Cover image for Polynomials
Barbeau, Edward, 1938-
Personal Author:
Publication Information:
New York : Springer-Verlag, [1989]

Physical Description:
xxii, 441 pages : illustrations ; 25 cm.
Subject Term:
Format :


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Material Type
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QA281 .B37 1989 Adult Non-Fiction Non-Fiction Area

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The book extends the high school curriculum and provides a backdrop for later study in calculus, modern algebra, numerical analysis, and complex variable theory. Exercises introduce many techniques and topics in the theory of equations, such as evolution and factorization of polynomials, solution of equations, interpolation, approximation, and congruences. The theory is not treated formally, but rather illustrated through examples. Over 300 problems drawn from journals, contests, and examinations test understanding, ingenuity, and skill. Each chapter ends with a list of hints; there are answers to many of the exercises and solutions to all of the problems. In addition, 69 explorations invite the reader to investigate research problems and related topics.

Reviews 1

Choice Review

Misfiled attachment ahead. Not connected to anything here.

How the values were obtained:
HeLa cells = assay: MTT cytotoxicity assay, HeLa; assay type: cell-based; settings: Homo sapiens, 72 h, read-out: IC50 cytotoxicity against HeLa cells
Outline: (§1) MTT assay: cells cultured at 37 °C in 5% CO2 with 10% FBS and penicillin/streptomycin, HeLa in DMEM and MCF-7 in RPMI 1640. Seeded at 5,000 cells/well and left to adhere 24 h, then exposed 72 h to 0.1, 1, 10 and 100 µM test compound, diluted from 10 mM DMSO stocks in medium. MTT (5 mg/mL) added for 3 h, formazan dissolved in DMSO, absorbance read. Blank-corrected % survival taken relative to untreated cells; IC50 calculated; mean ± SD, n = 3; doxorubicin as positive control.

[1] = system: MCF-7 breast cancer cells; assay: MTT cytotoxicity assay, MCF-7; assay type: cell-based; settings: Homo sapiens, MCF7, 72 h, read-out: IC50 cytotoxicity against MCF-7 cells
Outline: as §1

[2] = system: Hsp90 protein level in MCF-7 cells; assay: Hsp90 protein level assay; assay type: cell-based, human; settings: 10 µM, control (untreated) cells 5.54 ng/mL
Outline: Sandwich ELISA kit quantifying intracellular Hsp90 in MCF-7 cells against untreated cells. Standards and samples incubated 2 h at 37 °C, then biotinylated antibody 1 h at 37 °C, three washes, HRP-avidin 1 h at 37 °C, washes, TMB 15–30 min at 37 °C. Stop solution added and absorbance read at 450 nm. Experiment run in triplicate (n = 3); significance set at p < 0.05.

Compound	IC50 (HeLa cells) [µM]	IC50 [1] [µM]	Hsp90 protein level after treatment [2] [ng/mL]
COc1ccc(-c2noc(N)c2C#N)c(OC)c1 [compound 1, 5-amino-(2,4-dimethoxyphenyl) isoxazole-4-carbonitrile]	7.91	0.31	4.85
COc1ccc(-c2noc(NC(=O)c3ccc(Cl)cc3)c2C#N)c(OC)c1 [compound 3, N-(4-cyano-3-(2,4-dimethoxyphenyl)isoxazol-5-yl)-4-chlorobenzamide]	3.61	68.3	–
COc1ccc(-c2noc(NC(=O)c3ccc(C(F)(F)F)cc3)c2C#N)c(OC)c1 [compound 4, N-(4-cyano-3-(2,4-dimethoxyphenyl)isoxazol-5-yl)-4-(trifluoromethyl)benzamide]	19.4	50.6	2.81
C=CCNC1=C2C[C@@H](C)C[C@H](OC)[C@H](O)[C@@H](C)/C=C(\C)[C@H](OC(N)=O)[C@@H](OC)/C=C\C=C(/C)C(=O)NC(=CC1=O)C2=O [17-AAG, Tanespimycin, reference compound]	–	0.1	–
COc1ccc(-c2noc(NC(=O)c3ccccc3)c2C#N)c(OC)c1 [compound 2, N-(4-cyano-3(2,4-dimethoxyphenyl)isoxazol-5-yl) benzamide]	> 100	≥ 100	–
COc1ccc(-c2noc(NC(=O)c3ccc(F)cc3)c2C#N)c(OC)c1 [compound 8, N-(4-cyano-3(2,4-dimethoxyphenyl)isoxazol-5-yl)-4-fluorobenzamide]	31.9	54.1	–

This volume is a treasure chest of fascinating information about polynomials. Readers are led to develop for themselves many fundamental notions and techniques through more than 400 "exercises," nearly 300 "problems," and 69 "explorations," a number of which were compiled from journals and contests. These questions touch upon such diverse areas as classical factoring techniques, basic complex analysis, approximation of roots, combinatorics, and a smattering of geometry and number theory. There are full solutions to the problems and answers to the exercises, as well as numerous hints sprinkled throughout the text. The index is thorough and useful, and an extensive bibliography aids the reader in conducting further excursions. The mathematical background required is minimal--not even calculus is needed for most of the reading and problems. Highly recommended for motivated high school and college students as a supplement to the standard curriculum in algebra and calculus, and to anyone who might like to explore some beautiful, varied, and challenging mathematics. -S. J. Colley, Oberlin College